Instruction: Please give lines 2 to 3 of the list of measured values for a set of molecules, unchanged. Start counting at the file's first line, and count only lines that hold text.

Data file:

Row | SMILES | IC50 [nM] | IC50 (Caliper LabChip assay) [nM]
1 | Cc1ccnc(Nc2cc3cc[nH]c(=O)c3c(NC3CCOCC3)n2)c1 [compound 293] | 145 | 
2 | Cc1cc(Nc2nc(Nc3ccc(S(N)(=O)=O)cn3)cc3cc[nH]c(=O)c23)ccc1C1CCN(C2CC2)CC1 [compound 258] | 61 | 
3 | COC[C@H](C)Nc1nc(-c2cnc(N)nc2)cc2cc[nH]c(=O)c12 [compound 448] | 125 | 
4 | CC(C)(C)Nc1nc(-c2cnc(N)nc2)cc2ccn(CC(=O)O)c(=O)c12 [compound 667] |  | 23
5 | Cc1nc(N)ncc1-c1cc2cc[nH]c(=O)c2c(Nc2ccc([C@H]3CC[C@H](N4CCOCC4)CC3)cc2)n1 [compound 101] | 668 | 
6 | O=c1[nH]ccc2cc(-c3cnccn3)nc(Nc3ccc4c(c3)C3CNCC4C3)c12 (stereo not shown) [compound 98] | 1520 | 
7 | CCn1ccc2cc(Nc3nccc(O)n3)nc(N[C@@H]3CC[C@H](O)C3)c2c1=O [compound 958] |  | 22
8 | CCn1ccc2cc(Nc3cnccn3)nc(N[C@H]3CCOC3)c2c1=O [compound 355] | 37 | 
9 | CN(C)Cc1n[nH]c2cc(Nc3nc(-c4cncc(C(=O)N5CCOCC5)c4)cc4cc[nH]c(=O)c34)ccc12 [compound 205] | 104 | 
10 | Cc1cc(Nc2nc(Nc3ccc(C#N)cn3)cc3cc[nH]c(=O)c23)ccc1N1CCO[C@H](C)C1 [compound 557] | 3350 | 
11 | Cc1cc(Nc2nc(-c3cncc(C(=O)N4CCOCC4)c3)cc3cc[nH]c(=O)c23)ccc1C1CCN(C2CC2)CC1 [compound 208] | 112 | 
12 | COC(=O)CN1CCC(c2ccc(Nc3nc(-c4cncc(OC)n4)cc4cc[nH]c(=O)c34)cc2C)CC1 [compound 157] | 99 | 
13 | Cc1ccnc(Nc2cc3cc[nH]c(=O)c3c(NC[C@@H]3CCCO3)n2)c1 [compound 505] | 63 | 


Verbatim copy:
1 | Cc1ccnc(Nc2cc3cc[nH]c(=O)c3c(NC3CCOCC3)n2)c1 [compound 293] | 145 | 
2 | Cc1cc(Nc2nc(Nc3ccc(S(N)(=O)=O)cn3)cc3cc[nH]c(=O)c23)ccc1C1CCN(C2CC2)CC1 [compound 258] | 61 | 